This one-day conference brings an outstanding line up of speakers who are world-renowned practitioners, clinicians and researchers in the area of eating disorders in young people. Their talks will focus on topics that draw on up-to-date research and practice innovation, including: translating basic neuroscience into clinical practice in anorexia nervosa, treatment for anorexia nervosa and for avoidant and restrictive food intake disorder, and the role of the voluntary sector in treatment and prevention of eating disorders.
About the speakers:
Professor Beate Herpertz-Dahlmann, University of Aachen Germany
“From basic research to clinical treatment in adolescent anorexia nervosa – the benefit of looking both ways”
Professor Herpertz-Dahlmann is a Psychiatrist and Clinical Director of the University Clinic for Psychiatry, Psychosomatics and Psychotherapy of Childhood and Adolescence, and Medical Professor at the RWTH University (Rheinisch-Westfälische Technische Hochschule), Aachen, Germany. She has been a board member and former President of the German Society of Child and Adolescent Psychiatry, Psychosomatics and Psychotherapy, and a board member of the German Society for Eating Disorders. She has an internal authority in the field of eating disorders, especially for research on day patient treatment of anorexia nervosa, published in The Lancet, January 2014. She also has broader research interests in neuropsychiatric disorders such as early trauma, autism and conduct disorders.
Dr Dasha Nicholls, Great Ormond Street Hospital, London
“Standardising care for young people with Eating Disorders: is it feasible or desirable?”
Dr Nicholls completed her medical training in London and psychiatry training in Eastbourne and at UCL, before moving to Great Ormond Street to specialise in Child Psychiatry. She was a research fellow and clinical lecturer at the Institute of Child Health, completing a doctorate on aspects of growth and development in early onset eating disorders, before taking up the role of lead for the Feeding and Eating Disorders service in 2001.
She has written national guidelines on the management of eating disorders in young people and is President-Elect of the Academy for Eating Disorders. She has published research, book chapters and reviews on a number of areas to do with feeding and eating problems in young people.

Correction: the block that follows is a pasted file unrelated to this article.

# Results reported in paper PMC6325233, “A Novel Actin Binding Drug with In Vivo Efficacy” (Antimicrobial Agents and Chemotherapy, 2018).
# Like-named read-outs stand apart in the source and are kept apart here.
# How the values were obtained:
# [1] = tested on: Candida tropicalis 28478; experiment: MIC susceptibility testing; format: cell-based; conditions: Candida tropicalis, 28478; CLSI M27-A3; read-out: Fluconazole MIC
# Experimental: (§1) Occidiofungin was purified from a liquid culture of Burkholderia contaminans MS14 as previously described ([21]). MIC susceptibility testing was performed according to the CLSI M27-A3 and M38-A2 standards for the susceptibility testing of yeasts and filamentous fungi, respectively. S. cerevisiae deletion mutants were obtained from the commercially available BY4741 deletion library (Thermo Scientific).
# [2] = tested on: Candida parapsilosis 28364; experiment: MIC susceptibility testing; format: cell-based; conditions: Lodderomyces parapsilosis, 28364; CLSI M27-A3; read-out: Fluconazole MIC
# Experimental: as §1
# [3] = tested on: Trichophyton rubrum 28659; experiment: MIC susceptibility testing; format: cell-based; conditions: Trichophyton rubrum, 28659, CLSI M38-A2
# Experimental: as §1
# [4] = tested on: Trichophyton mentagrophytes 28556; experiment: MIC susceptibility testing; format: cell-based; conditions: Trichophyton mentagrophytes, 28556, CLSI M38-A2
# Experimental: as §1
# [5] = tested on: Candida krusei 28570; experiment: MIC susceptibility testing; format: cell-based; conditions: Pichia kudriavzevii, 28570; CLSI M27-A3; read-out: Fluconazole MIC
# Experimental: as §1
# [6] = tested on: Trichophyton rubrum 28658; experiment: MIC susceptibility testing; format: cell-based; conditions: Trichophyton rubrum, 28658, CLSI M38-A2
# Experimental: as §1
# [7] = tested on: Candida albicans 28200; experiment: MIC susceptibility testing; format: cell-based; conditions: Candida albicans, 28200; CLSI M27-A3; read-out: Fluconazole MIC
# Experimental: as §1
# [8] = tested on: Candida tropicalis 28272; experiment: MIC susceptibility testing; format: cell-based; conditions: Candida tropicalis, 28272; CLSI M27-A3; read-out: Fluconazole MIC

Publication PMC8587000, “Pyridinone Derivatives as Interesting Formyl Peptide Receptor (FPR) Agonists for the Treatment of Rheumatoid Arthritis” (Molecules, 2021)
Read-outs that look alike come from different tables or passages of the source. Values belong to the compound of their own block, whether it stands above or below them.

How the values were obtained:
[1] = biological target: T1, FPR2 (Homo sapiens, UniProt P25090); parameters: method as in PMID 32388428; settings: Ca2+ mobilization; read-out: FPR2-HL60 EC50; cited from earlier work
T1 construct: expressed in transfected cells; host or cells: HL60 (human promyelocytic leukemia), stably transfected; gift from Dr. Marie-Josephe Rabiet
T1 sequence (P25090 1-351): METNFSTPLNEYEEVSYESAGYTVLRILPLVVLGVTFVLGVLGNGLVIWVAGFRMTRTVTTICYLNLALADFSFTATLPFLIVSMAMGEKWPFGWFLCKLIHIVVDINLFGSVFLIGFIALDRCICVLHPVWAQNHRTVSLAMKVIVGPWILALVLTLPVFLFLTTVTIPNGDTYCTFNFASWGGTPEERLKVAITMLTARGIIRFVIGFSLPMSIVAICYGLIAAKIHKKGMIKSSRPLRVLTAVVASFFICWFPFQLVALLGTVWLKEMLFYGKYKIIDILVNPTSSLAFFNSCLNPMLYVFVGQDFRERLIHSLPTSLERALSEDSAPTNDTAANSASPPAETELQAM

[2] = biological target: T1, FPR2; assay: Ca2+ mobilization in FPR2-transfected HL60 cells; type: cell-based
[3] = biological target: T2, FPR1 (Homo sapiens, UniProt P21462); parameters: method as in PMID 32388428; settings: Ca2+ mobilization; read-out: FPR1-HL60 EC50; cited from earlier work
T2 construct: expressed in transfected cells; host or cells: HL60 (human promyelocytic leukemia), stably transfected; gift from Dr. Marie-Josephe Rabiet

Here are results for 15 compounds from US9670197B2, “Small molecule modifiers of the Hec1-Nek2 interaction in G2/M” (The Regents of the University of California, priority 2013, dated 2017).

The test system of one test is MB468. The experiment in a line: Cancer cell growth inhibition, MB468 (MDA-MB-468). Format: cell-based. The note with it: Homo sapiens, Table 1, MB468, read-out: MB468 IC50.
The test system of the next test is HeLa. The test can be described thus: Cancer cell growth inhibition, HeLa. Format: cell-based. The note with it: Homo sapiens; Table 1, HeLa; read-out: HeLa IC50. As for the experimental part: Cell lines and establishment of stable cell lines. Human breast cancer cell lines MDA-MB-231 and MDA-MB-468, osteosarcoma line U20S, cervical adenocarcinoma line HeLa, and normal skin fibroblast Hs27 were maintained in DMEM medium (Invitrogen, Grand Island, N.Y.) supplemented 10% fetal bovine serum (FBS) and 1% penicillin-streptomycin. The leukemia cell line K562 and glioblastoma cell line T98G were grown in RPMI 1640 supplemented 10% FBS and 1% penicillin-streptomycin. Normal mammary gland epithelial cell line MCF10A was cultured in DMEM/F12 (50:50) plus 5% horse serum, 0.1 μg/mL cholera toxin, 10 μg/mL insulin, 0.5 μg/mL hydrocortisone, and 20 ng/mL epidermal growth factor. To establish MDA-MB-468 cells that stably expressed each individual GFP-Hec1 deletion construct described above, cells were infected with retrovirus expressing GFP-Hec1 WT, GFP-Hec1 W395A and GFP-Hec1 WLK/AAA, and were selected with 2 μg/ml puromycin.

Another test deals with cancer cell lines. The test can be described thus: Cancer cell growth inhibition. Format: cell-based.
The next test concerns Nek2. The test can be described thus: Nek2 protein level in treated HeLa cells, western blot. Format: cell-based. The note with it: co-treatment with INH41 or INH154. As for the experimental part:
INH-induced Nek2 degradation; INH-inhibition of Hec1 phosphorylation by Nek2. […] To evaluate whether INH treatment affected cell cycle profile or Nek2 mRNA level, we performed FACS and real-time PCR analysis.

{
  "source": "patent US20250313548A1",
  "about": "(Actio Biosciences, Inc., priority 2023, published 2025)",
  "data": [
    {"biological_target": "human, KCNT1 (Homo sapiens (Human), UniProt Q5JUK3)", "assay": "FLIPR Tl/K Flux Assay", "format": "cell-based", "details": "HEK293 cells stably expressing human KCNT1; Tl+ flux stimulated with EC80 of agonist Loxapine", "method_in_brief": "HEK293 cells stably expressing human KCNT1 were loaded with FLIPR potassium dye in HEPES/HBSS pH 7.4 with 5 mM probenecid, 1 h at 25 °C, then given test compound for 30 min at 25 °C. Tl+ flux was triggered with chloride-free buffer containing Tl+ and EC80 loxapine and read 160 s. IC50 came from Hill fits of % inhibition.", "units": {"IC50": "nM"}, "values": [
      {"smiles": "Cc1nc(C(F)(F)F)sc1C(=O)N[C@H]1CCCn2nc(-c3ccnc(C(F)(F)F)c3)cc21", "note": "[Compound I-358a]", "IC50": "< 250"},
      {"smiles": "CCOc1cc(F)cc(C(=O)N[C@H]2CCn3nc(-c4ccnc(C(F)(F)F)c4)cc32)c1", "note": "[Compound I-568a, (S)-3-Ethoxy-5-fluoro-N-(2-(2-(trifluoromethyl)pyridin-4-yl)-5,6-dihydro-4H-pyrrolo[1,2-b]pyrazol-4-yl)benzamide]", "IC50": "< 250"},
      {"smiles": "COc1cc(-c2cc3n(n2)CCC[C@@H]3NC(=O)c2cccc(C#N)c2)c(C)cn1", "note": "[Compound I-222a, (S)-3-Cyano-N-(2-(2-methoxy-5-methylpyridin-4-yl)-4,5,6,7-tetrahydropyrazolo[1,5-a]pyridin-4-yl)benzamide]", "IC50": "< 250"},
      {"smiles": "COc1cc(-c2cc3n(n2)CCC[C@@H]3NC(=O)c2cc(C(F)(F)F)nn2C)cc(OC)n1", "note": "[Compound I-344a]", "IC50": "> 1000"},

Dr Rachel Bryant-Waugh, Great Ormond Street Hospital, London
“Managing Avoidant/Restrictive Food Intake Disorder in young people”
Dr Bryant-Waugh is a Consultant Clinical Psychologist, and Joint Head of the Feeding and Eating Disorders Service, and Lead Psychologist in the Department of Child and Adolescent Mental Health (DCAMH). She is recipient of the British Psychological Society’s May Davidson Award for her outstanding contribution to the field of childhood eating disorders. Her research interests include the development of targeted, disseminable interventions relevant to feeding and eating disorders in children, the classification of childhood feeding and eating disorders, factors impacting on the outcome of treatment for eating disorders, assessment and management of parental anxiety, and supporting pregnant women and new mothers with eating disorders.
Andrew Radford, CEO of BEAT
“The changing role of the charity sector – how BEAT helps more people get help with their eating disorder faster”
Andrew Radford has been Chief Executive of Beat, the UK’s Eating Disorders Charity, since July 2015. He was previously CEO of the charity Voice, campaigning for the rights of children in care. He has worked in a variety of roles over 16 years for UNICEF UK, starting with 10 years leading an accreditation-based programme to improve NHS support for new mothers’ feeding decisions, followed by short stints as Communications and Fundraising Director before a final period as Strategy Director.
Professor Ulrike Schmidt, Maudsley Hospital, London
“Early interventions in eating disorders - an adult psychiatrist’s perspective”
Ulrike Schmidt, MD PhD FRCPsych is Professor of Eating Disorders at King’s College London (KCL). She has published some 350 peer-reviewed papers and 90 other publications on eating disorders, including text books, chapters, patient manuals, and web-based treatment or training packages. A key focus of her research has been on experimental therapeutics, i.e. development of interventions as probes of disease mechanisms as well as tests of efficacy. This has included development of brief scalable psychological treatments for eating disorders and use of novel ‘brain-directed treatments’, such as non-invasive neuromodulation approaches. She is the recipient of an NHS Award for Innovative Service Delivery, the AED Leadership Award for Clinical, Educational and Administrative Services, the KCL Supervisory Excellence Award and the Hilde Bruch Award for Outstanding Achievements in Eating Disorders Research and Treatment.
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